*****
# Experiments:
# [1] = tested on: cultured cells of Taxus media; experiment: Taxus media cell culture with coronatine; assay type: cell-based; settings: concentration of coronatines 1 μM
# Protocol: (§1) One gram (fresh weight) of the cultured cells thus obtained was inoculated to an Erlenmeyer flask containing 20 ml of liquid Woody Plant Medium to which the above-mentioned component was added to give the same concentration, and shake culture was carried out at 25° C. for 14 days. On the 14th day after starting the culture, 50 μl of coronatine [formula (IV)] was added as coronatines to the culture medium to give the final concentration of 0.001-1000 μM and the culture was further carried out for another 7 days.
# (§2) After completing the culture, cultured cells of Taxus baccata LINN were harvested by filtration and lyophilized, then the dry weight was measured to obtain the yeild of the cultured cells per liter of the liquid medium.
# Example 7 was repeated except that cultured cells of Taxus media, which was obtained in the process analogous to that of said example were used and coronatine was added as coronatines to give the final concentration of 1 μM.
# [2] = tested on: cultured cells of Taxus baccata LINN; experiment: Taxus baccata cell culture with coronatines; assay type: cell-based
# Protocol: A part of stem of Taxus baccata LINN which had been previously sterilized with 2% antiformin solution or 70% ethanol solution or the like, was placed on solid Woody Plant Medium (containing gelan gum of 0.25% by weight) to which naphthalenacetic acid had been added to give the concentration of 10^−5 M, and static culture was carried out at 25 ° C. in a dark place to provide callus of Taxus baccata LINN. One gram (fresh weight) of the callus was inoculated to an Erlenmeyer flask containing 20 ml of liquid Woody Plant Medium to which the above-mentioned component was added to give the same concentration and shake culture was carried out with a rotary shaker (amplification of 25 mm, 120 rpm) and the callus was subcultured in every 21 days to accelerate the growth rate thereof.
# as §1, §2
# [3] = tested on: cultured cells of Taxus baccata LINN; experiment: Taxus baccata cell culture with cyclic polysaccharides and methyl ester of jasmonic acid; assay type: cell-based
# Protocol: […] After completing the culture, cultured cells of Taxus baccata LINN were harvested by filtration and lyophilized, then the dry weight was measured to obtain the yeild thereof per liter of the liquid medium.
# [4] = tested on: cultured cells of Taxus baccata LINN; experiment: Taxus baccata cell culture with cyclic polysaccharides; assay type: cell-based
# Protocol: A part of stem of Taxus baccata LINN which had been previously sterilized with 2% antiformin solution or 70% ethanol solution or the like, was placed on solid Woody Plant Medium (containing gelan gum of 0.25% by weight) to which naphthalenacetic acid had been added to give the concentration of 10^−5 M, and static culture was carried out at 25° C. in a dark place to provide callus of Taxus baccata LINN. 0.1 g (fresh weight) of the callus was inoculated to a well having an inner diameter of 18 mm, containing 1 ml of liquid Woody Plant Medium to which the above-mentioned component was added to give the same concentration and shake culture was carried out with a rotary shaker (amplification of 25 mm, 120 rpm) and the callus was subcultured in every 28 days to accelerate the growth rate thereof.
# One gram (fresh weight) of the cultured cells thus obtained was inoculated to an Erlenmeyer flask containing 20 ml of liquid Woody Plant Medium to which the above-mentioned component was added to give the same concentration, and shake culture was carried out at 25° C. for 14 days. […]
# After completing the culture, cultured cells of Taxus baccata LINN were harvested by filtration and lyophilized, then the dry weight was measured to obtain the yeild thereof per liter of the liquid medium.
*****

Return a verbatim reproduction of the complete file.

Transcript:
# Experiments:
# [1] = tested on: cultured cells of Taxus media; experiment: Taxus media cell culture with coronatine; assay type: cell-based; settings: concentration of coronatines 1 μM
# Protocol: (§1) One gram (fresh weight) of the cultured cells thus obtained was inoculated to an Erlenmeyer flask containing 20 ml of liquid Woody Plant Medium to which the above-mentioned component was added to give the same concentration, and shake culture was carried out at 25° C. for 14 days. On the 14th day after starting the culture, 50 μl of coronatine [formula (IV)] was added as coronatines to the culture medium to give the final concentration of 0.001-1000 μM and the culture was further carried out for another 7 days.
# (§2) After completing the culture, cultured cells of Taxus baccata LINN were harvested by filtration and lyophilized, then the dry weight was measured to obtain the yeild of the cultured cells per liter of the liquid medium.
# Example 7 was repeated except that cultured cells of Taxus media, which was obtained in the process analogous to that of said example were used and coronatine was added as coronatines to give the final concentration of 1 μM.
# [2] = tested on: cultured cells of Taxus baccata LINN; experiment: Taxus baccata cell culture with coronatines; assay type: cell-based
# Protocol: A part of stem of Taxus baccata LINN which had been previously sterilized with 2% antiformin solution or 70% ethanol solution or the like, was placed on solid Woody Plant Medium (containing gelan gum of 0.25% by weight) to which naphthalenacetic acid had been added to give the concentration of 10^−5 M, and static culture was carried out at 25 ° C. in a dark place to provide callus of Taxus baccata LINN. One gram (fresh weight) of the callus was inoculated to an Erlenmeyer flask containing 20 ml of liquid Woody Plant Medium to which the above-mentioned component was added to give the same concentration and shake culture was carried out with a rotary shaker (amplification of 25 mm, 120 rpm) and the callus was subcultured in every 21 days to accelerate the growth rate thereof.
# as §1, §2
# [3] = tested on: cultured cells of Taxus baccata LINN; experiment: Taxus baccata cell culture with cyclic polysaccharides and methyl ester of jasmonic acid; assay type: cell-based
# Protocol: […] After completing the culture, cultured cells of Taxus baccata LINN were harvested by filtration and lyophilized, then the dry weight was measured to obtain the yeild thereof per liter of the liquid medium.
# [4] = tested on: cultured cells of Taxus baccata LINN; experiment: Taxus baccata cell culture with cyclic polysaccharides; assay type: cell-based
# Protocol: A part of stem of Taxus baccata LINN which had been previously sterilized with 2% antiformin solution or 70% ethanol solution or the like, was placed on solid Woody Plant Medium (containing gelan gum of 0.25% by weight) to which naphthalenacetic acid had been added to give the concentration of 10^−5 M, and static culture was carried out at 25° C. in a dark place to provide callus of Taxus baccata LINN. 0.1 g (fresh weight) of the callus was inoculated to a well having an inner diameter of 18 mm, containing 1 ml of liquid Woody Plant Medium to which the above-mentioned component was added to give the same concentration and shake culture was carried out with a rotary shaker (amplification of 25 mm, 120 rpm) and the callus was subcultured in every 28 days to accelerate the growth rate thereof.
# One gram (fresh weight) of the cultured cells thus obtained was inoculated to an Erlenmeyer flask containing 20 ml of liquid Woody Plant Medium to which the above-mentioned component was added to give the same concentration, and shake culture was carried out at 25° C. for 14 days. […]
# After completing the culture, cultured cells of Taxus baccata LINN were harvested by filtration and lyophilized, then the dry weight was measured to obtain the yeild thereof per liter of the liquid medium.